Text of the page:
memory = #cc66cc;">2048
name = '#cc66cc;">90_FSDEMO_APS_01'
on_crash = 'restart'
on_reboot = 'restart'
uuid = '3cd09034-68cb-#cc66cc;">4111-92a4-a04f776d8a21'
vcpus = #cc66cc;">4
vfb = #66cc66;">['type=vnc,vncunused=#cc66cc;">1,vnclisten=,vncpasswd=admin4fs'#66cc66;">]
vif = #66cc66;">['bridge=xenbr0,mac=00:#cc66cc;">16:3E:#cc66cc;">10:#cc66cc;">88:2E,type=netfront'#66cc66;">]
vif_other_config = #66cc66;">[#66cc66;">]

Replacing the “90_FSDEMO_APS_01″ with the name of the corrupted virtual machine attempt, was good enough to get the Oracle VM Manager to believe that the machine was in “Powered Off” instead of “Creating” state, giving me the opportunity to drop the corrupted create attempt via the Web UI of the Oracle VM Manager. But once it wasn’t…

The more aggressive hack was the following.

I logged in via the oracle linux user via “su – oracle” on the “Domain-0″ Oracle VM Server linux shell. I correctly set my database environment for Oracle XE as follows:

#66cc66;">[root#33cc33;">@FSEUDEMO01 /#66cc66;">]# su - oracle
-bash-#cc66cc;">3.2$ cat
export ORACLE_HOME=/usr/lib/oracle/xe/app/oracle/product/10.2.0/server;
-bash-#cc66cc;">3.2$ . ./
-bash-#cc66cc;">3.2$ sqlplus /nolog
SQL*Plus: Release - Production on Mon Apr #cc66cc;">5 #cc66cc;">23:#cc66cc;">49:07 #cc66cc;">2010
Copyright #66cc66;">(c#66cc66;">) #cc66cc;">1982, #cc66cc;">2005, Oracle.  All rights reserved.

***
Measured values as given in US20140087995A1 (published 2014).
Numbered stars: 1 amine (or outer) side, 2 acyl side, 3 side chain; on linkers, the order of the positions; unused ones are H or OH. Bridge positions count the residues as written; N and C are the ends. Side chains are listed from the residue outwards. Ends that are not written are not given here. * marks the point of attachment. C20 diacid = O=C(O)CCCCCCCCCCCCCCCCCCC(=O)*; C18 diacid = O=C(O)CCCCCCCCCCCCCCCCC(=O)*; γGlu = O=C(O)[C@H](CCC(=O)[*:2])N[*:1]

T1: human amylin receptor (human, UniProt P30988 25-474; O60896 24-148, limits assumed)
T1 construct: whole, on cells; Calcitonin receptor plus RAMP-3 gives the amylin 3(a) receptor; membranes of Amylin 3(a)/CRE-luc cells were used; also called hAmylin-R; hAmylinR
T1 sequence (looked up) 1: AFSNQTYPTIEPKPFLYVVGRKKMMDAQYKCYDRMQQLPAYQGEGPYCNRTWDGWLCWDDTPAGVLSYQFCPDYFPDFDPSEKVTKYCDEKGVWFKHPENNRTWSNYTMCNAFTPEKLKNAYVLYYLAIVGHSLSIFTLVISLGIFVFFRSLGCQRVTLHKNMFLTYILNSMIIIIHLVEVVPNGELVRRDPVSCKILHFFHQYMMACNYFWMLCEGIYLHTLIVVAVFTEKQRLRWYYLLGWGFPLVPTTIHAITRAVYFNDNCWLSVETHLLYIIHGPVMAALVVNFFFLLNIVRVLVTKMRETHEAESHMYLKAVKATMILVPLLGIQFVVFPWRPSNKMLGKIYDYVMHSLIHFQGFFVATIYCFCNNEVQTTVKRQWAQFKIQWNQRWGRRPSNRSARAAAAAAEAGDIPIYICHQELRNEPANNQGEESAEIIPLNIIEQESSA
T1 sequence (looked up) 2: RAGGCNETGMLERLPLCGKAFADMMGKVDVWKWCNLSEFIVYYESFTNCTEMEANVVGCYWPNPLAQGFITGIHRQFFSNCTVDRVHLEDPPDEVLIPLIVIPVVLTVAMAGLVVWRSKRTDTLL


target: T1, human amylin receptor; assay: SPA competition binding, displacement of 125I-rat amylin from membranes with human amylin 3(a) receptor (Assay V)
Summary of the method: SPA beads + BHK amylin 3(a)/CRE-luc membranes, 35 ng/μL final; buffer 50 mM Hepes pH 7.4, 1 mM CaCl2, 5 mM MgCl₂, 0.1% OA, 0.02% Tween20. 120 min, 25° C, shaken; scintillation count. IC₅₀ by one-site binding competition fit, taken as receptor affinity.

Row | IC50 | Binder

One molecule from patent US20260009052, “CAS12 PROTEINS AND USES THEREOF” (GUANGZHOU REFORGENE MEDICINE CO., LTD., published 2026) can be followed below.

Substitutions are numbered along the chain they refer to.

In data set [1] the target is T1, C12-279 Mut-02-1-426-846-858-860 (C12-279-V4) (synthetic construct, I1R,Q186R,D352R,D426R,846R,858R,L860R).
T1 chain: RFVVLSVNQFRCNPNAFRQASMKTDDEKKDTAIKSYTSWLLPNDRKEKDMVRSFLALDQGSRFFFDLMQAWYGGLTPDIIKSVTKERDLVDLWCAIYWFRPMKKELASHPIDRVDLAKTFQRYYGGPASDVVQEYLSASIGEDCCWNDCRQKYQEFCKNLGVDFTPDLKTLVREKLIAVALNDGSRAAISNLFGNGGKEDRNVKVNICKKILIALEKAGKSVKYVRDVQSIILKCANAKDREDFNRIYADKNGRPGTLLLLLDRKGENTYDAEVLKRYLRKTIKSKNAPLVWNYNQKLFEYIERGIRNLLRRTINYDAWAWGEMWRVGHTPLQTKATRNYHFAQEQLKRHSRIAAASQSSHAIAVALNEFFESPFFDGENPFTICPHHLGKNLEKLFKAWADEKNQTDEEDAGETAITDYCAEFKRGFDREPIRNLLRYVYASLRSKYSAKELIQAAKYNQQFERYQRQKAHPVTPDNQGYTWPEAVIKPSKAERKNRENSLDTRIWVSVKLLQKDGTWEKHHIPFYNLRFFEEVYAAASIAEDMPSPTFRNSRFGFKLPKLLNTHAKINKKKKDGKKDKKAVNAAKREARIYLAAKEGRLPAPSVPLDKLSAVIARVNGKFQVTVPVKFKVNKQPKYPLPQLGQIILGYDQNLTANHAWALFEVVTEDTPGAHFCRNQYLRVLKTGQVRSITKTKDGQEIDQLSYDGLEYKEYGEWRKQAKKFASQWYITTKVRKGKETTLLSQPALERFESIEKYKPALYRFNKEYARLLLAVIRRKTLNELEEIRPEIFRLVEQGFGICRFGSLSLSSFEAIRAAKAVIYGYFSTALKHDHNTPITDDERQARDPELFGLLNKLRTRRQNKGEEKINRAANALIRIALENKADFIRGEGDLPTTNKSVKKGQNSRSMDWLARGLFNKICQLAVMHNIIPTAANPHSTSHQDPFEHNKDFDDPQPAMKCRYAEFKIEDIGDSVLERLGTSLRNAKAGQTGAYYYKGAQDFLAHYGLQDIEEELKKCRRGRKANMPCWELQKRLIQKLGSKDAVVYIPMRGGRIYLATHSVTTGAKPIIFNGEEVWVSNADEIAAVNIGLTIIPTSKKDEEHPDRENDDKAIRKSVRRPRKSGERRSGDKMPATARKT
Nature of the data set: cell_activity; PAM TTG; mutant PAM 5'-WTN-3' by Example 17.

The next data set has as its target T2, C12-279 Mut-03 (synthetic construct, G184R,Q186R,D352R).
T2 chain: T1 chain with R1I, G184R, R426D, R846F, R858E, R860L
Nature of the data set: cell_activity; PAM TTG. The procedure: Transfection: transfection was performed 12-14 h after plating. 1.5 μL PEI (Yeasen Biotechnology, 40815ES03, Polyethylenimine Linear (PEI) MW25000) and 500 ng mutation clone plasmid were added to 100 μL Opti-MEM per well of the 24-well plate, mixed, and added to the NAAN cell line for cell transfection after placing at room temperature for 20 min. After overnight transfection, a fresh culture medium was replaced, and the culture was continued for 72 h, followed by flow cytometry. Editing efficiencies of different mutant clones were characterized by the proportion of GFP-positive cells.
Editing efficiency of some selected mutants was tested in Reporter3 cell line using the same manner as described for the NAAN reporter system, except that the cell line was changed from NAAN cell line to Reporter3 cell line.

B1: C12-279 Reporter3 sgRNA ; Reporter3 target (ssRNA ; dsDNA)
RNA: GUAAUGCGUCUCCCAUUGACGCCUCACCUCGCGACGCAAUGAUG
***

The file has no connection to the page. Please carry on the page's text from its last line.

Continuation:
SQL> connect OVS
Enter password:
SQL> col img_name #00b100; font-weight: bold;">for a50
SQL> col status #00b100; font-weight: bold;">for a15
SQL> select img_name, status, img_id from OVS_VM_IMG
IMG_NAME                                           STATUS              IMG_ID
-------------------------------------------------- --------------- ----------
OVM_EL5U4_X86_64_PVM_4GB                           Active                  #cc66cc;">10
OVM_EL5U2_X86_64_ORACLE10G_PVM                     Active                  #cc66cc;">30
FSDEMO_APS_02                                      Creating               #cc66cc;">190
FSDEMO_DBS_01                                      Powered Off             #cc66cc;">70
OVM_EL5U2_X86_64_TMPLBUILDER_PVM                   Active                 #cc66cc;">110
FSUTILVM                                           Powered Off            #cc66cc;">130
OVM_EL5U2_X86_64_PVM_10GB                          Active                 #cc66cc;">150
FSDEMO_APS_01                                      Powered Off             #cc66cc;">90
#cc66cc;">8 rows selected.
SQL> update OVS_VM_IMG
  #cc66cc;">2  #b1b100; font-weight: bold;">set #448844;">STATUS='Powered Off'
  #cc66cc;">3  where IMG_ID=#cc66cc;">190
  #cc66cc;">4  ;
#cc66cc;">1 row updated.